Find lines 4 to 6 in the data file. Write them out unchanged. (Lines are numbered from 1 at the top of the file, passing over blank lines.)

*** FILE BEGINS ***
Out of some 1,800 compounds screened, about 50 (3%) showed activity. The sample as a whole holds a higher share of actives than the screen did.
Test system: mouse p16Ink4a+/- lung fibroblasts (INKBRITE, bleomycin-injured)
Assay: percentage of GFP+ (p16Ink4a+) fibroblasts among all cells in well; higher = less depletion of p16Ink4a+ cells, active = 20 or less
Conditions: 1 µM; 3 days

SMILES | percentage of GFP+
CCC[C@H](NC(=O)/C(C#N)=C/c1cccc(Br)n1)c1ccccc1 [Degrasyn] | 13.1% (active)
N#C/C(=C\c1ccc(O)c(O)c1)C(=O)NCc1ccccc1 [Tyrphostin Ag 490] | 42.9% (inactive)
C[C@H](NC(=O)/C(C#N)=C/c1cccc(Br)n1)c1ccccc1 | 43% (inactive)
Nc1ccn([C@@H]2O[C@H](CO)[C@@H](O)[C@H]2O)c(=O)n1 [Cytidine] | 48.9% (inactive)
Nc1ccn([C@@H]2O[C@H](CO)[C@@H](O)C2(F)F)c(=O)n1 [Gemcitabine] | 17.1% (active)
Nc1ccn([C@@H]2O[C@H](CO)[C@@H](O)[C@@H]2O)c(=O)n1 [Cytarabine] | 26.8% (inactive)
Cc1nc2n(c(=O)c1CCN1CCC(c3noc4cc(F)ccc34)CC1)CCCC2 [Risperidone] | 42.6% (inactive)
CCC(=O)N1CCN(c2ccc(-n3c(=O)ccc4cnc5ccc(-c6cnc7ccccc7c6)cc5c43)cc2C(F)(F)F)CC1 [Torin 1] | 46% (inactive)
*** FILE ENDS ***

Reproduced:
Conditions: 1 µM; 3 days

SMILES | percentage of GFP+
CCC[C@H](NC(=O)/C(C#N)=C/c1cccc(Br)n1)c1ccccc1 [Degrasyn] | 13.1% (active)